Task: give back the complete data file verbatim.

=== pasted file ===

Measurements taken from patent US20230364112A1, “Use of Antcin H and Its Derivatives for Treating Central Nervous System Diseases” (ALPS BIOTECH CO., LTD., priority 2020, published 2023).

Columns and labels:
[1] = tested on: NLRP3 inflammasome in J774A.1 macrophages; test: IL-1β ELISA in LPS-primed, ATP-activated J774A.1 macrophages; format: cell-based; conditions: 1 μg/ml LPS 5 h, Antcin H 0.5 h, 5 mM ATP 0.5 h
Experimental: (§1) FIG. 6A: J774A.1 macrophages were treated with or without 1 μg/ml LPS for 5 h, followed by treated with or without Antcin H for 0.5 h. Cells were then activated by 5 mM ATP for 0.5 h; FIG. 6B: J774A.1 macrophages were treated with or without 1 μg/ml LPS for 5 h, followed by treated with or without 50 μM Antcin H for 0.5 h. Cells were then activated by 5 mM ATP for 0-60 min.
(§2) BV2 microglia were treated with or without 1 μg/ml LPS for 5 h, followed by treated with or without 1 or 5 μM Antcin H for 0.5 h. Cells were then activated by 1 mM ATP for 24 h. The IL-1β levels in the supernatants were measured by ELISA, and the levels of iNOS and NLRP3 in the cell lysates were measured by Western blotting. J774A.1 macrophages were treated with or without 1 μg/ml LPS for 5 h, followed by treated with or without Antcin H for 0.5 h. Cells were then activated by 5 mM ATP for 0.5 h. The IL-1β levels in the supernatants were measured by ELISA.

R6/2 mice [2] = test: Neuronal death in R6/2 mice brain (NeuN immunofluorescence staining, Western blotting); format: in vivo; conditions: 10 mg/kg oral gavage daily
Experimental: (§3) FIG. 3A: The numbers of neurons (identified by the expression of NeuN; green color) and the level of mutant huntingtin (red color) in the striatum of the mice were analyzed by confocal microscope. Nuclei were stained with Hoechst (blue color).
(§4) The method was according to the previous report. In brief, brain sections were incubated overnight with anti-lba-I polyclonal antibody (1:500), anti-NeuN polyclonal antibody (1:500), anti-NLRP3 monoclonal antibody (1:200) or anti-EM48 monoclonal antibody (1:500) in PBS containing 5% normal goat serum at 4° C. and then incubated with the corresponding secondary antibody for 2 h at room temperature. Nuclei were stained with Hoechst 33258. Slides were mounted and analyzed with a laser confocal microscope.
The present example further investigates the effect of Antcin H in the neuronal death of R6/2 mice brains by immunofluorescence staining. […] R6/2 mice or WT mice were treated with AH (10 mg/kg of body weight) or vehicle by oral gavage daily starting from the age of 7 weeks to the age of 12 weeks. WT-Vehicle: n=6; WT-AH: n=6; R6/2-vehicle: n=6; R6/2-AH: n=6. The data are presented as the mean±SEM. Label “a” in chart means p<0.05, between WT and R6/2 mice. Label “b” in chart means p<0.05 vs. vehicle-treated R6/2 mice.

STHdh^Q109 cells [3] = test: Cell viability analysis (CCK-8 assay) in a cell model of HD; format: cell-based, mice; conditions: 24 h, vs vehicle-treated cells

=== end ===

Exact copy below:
Measurements taken from patent US20230364112A1, “Use of Antcin H and Its Derivatives for Treating Central Nervous System Diseases” (ALPS BIOTECH CO., LTD., priority 2020, published 2023).

Columns and labels:
[1] = tested on: NLRP3 inflammasome in J774A.1 macrophages; test: IL-1β ELISA in LPS-primed, ATP-activated J774A.1 macrophages; format: cell-based; conditions: 1 μg/ml LPS 5 h, Antcin H 0.5 h, 5 mM ATP 0.5 h
Experimental: (§1) FIG. 6A: J774A.1 macrophages were treated with or without 1 μg/ml LPS for 5 h, followed by treated with or without Antcin H for 0.5 h. Cells were then activated by 5 mM ATP for 0.5 h; FIG. 6B: J774A.1 macrophages were treated with or without 1 μg/ml LPS for 5 h, followed by treated with or without 50 μM Antcin H for 0.5 h. Cells were then activated by 5 mM ATP for 0-60 min.
(§2) BV2 microglia were treated with or without 1 μg/ml LPS for 5 h, followed by treated with or without 1 or 5 μM Antcin H for 0.5 h. Cells were then activated by 1 mM ATP for 24 h. The IL-1β levels in the supernatants were measured by ELISA, and the levels of iNOS and NLRP3 in the cell lysates were measured by Western blotting. J774A.1 macrophages were treated with or without 1 μg/ml LPS for 5 h, followed by treated with or without Antcin H for 0.5 h. Cells were then activated by 5 mM ATP for 0.5 h. The IL-1β levels in the supernatants were measured by ELISA.

R6/2 mice [2] = test: Neuronal death in R6/2 mice brain (NeuN immunofluorescence staining, Western blotting); format: in vivo; conditions: 10 mg/kg oral gavage daily
Experimental: (§3) FIG. 3A: The numbers of neurons (identified by the expression of NeuN; green color) and the level of mutant huntingtin (red color) in the striatum of the mice were analyzed by confocal microscope. Nuclei were stained with Hoechst (blue color).
(§4) The method was according to the previous report. In brief, brain sections were incubated overnight with anti-lba-I polyclonal antibody (1:500), anti-NeuN polyclonal antibody (1:500), anti-NLRP3 monoclonal antibody (1:200) or anti-EM48 monoclonal antibody (1:500) in PBS containing 5% normal goat serum at 4° C. and then incubated with the corresponding secondary antibody for 2 h at room temperature. Nuclei were stained with Hoechst 33258. Slides were mounted and analyzed with a laser confocal microscope.
The present example further investigates the effect of Antcin H in the neuronal death of R6/2 mice brains by immunofluorescence staining. […] R6/2 mice or WT mice were treated with AH (10 mg/kg of body weight) or vehicle by oral gavage daily starting from the age of 7 weeks to the age of 12 weeks. WT-Vehicle: n=6; WT-AH: n=6; R6/2-vehicle: n=6; R6/2-AH: n=6. The data are presented as the mean±SEM. Label “a” in chart means p<0.05, between WT and R6/2 mice. Label “b” in chart means p<0.05 vs. vehicle-treated R6/2 mice.

STHdh^Q109 cells [3] = test: Cell viability analysis (CCK-8 assay) in a cell model of HD; format: cell-based, mice; conditions: 24 h, vs vehicle-treated cells